Smartwatch sensors can be used to eavesdrop on the keys you’re typing

shutterstock_267560129Researchers have shown that a smartwatch’s motion sensors can be used to detect what keys you’re pressing with your left hand (or whatever hand the watch is on) and thus guess at the words you’re typing.

Their findings suggest that it’s possible for cybercrooks to come up with an app that camouflages itself – for example, as a pedometer – and use it to track what someone types.

Once such an app were to be installed on a victim’s device, the crooks could theoretically eavesdrop on users and intercept sensitive information by gathering data from emails, search queries or the like.

The research focused on a Samsung watch, but the researchers say it’s possible that malware authors could write a similar app for any wearable device that uses motion sensors and plant it in app stores – thus potentially making other devices, such as Apple Watch and Fitbit, vulnerable to a similar attack.

Ted Tsung-Te Lai, a postdoctoral researcher on the team, had this to say:

We would just like to advise people who use the watch to enjoy it, but know, ‘Hey, there’s a threat’.

The work, done by Associate Professor Romit Roy Choudhury and a group of students, comes out of the Electrical and Computer Engineering (ECE) Illinois program.

Their project, called Motion Leaks (MoLe), included creating an app for a Samsung Gear Live smartwatch that uses an accelerometer and gyroscope to track the micro-motion of keystrokes as a wearer types on a keyboard.

After their app collects that sensor data, the researchers ran it through a “Keystroke Detection” module that analyzed the timing of each keystroke and the displacement of the watch as the wearer moved his or her wrist to reach for keys that are nearer or further away.

You can see how it works in the researchers’ video.

As the video shows, the attack works by applying Bayesian Inference – a method of statistical inference used in many applications, including engineering – on the number of key presses made by the wearer’s left hand, the location of those presses, and the timing of key presses.

The distance between the character “F” and “T”, for example, may seem negligible, but the researchers showed that the micro-time lapse of reaching that far is enough – when combined with data about key-press spacing on a two-dimensional plane – to differentiate which keys are pressed.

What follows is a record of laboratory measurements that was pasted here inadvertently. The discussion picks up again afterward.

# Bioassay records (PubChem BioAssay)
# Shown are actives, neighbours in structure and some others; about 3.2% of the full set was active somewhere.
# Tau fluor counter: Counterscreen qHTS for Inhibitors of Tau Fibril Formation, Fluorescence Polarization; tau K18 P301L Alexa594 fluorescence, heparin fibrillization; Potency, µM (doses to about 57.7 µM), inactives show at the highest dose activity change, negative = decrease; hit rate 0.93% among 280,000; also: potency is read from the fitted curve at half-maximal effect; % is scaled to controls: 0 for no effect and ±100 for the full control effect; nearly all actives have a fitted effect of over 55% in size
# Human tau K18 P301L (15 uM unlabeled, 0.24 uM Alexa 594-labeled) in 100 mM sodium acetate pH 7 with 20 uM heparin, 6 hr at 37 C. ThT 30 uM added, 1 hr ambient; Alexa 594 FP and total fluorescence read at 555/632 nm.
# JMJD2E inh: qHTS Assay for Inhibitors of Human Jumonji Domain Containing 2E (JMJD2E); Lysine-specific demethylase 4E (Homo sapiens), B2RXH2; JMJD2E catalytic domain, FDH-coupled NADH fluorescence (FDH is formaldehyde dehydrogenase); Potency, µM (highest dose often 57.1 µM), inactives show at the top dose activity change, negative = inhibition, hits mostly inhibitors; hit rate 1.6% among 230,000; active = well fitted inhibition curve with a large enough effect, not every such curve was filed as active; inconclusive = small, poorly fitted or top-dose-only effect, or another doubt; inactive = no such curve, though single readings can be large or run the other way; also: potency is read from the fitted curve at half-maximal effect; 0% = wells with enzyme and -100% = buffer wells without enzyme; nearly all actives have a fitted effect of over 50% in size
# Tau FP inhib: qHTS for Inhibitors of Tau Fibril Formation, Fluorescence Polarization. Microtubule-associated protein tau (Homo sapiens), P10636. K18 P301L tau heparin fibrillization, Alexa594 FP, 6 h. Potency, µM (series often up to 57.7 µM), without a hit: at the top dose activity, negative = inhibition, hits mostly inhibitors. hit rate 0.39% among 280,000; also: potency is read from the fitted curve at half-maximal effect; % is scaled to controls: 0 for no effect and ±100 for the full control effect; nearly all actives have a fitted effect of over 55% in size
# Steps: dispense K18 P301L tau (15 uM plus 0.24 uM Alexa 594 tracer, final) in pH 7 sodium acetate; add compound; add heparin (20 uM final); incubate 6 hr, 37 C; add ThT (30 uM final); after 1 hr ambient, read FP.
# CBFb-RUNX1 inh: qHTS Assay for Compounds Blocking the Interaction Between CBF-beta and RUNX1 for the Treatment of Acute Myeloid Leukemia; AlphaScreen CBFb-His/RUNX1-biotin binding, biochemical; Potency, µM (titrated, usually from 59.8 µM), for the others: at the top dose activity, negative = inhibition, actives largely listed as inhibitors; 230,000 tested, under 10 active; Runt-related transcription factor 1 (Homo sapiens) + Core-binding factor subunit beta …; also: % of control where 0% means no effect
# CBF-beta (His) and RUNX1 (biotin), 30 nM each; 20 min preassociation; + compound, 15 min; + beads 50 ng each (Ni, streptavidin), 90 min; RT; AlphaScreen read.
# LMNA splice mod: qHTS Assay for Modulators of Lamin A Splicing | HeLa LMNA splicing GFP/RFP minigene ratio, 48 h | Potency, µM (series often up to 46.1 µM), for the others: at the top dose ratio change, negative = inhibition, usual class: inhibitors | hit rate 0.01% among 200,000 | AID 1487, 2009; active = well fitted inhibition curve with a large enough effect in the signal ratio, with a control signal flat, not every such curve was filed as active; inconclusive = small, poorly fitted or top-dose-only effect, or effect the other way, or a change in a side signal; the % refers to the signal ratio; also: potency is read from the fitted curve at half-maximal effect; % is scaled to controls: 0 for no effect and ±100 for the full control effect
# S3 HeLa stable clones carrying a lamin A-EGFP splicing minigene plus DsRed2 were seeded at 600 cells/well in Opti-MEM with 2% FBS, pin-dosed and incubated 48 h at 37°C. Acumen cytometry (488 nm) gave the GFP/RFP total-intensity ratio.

While the research is interesting, it’s hardly cause to toss your pricey wrist bangle in the trash at this point.

As it is, the team’s system can’t detect special characters such as numbers, punctuation, and symbols that might appear in passwords.

Nor does it know how to deal with a spacebar press.

The university’s writeup of the project reports that the researchers can only collect data from the hand wearing the watch and from people who have standard typing patterns. However, the team is working on creating and incorporating methods of detecting less regular typing patterns.

Also, the characters typed by the right hand – or whatever hand isn’t wearing the watch – are hidden from detection by any such snooping app, though the team’s system does interpret longer gaps between presses as likely implying that right-hand/non-device-wearing-hand key presses have been made.

At this stage, if the system detects that a word longer than 6 letters has been entered, it will shortlist 10 words on average, including the one it thinks was typed in.

The team’s paper notes that the researchers discovered additional data “leaks” that could further reduce the shortlist of possible intercepted words – vulnerabilities that point the way to future research.

The school’s article on the research quotes Associate Professor Choudhury:

Sensor data from wearable devices will clearly be a double-edged sword. While the device's contact to the human body will offer invaluable insights into human health and context, it will also make way for deeper violation into human privacy.

The core challenge is in characterizing what can or cannot be inferred from sensor data and the MoLe project is one example along this direction.

The project was presented last week at the MobiCon 2015 conference in Paris.

Image of man using smartphone app courtesy of